Launching a startup is an exciting time! Follow a profitable business plan and keep your eye on the profits so your new business can repay the startup funds as soon as possible and move on to providing you the returns you deserve.

8 Effective Habits for the Successful Entrepreneur

Every career has a set of habits that greatly increase the odds of success. The habits necessary for success will vary from career to career. Fortunately, there are many successful entrepreneurs that we can look to for guidance. It’s not surprising that many of them share the same habits.

There’s no reason why you can’t have the same habits as some of the most successful people in the world!

Increase your odds for success with these habits:

  1. An incredible work ethic. It takes a lot of time and effort to grow a company. It’s necessary at first to be a jack-of-all-trades. Until you can grow enough to hire others to cover all the required skills your company needs to thrive, you’re going to have to carry a lot of weight.
  2. Conscientiousness. When you own a business, it’s up to you to ensure that things are done properly and on time. The responsibilities are great. You don’t have the luxury of putting out sloppy work. It will always come back to haunt you.
  3. Use time wisely. Time will always be a limited resource. How you use your time dictates how successful your company ultimately becomes. That means having the knowledge and experience to make wise decisions and the mental toughness to avoid distractions.
  4. Have a plan each day. One of the keys to using your time successfully is to plan for each day ahead of time. Avoid going to bed without having a detailed idea of what you’re going to do the following day. When your feet hit the bedroom floor, you should already know what needs to be done for the day.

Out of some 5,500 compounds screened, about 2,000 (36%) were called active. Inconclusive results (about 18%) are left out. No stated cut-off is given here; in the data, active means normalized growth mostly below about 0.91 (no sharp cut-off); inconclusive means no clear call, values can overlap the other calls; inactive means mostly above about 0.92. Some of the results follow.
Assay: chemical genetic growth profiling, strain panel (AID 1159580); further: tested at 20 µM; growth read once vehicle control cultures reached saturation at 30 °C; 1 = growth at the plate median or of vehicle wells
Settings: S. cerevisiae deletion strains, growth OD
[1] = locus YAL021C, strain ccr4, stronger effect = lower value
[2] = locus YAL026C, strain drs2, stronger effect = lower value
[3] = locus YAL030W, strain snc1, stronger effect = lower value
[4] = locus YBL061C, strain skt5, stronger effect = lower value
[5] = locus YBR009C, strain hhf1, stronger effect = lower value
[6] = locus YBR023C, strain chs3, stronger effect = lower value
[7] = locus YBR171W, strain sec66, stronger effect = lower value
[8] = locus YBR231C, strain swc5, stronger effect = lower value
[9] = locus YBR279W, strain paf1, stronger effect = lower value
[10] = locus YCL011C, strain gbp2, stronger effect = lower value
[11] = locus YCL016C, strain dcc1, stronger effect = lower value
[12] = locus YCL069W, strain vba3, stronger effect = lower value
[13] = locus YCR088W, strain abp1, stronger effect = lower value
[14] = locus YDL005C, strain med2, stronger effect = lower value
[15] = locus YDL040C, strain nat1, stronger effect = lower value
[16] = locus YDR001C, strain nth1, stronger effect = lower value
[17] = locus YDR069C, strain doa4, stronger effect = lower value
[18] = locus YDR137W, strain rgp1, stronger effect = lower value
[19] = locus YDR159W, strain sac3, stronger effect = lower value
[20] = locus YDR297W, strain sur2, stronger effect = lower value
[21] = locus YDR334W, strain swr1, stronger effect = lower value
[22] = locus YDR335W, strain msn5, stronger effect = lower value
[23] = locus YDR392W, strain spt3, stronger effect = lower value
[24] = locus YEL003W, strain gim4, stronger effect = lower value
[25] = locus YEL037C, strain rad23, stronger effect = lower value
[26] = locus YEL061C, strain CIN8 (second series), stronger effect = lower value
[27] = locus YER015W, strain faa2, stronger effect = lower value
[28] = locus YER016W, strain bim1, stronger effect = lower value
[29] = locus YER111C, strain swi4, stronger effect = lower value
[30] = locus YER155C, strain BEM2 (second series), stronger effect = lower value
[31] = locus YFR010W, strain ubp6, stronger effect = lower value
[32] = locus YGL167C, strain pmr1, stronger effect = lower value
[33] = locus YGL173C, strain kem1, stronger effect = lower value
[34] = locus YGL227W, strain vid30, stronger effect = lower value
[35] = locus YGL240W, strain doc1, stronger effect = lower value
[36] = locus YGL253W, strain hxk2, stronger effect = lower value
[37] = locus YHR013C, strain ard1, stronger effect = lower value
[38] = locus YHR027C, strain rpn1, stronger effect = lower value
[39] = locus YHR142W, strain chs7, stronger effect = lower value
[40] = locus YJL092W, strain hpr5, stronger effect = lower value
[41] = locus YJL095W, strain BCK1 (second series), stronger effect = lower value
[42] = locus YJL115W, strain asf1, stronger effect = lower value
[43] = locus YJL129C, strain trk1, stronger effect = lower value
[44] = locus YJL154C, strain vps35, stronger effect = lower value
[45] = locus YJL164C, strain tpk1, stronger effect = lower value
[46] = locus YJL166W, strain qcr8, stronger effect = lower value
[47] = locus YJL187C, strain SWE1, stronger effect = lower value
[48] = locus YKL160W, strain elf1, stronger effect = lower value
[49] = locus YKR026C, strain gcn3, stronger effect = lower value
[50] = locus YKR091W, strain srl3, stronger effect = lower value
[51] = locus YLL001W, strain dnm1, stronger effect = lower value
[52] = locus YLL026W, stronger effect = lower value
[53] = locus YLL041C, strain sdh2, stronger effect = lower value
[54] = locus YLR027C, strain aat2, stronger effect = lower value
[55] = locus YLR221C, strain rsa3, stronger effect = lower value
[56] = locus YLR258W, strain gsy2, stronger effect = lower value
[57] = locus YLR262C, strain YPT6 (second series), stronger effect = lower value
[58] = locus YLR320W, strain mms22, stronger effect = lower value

5. Wake up early. There are very few successful entrepreneurs that don’t get up very early. Some get up even before 4 a.m. How early you get up is up to you, but if you’re not beating the average person out of bed, you’re behind.
  6. Set goals. It’s not enough to work hard and work smart. You also must know where you’re going. Goals help you make wise decisions. Know what you’re trying to accomplish today, this week, this month, this year, and 10 years from now.
  7. Deal with stress effectively. Entrepreneurs have plenty of stress to deal with on a regular basis, so it’s important to learn how to manage it. Have a process for dealing with stress and anxiety. Learn to recognize what you can control and what you cannot.
  8. Look ahead for obstacles. Avoid being blindsided by obstacles and setbacks. Be aware of your future. Look ahead for the challenges that you’re likely to face and have solutions in mind.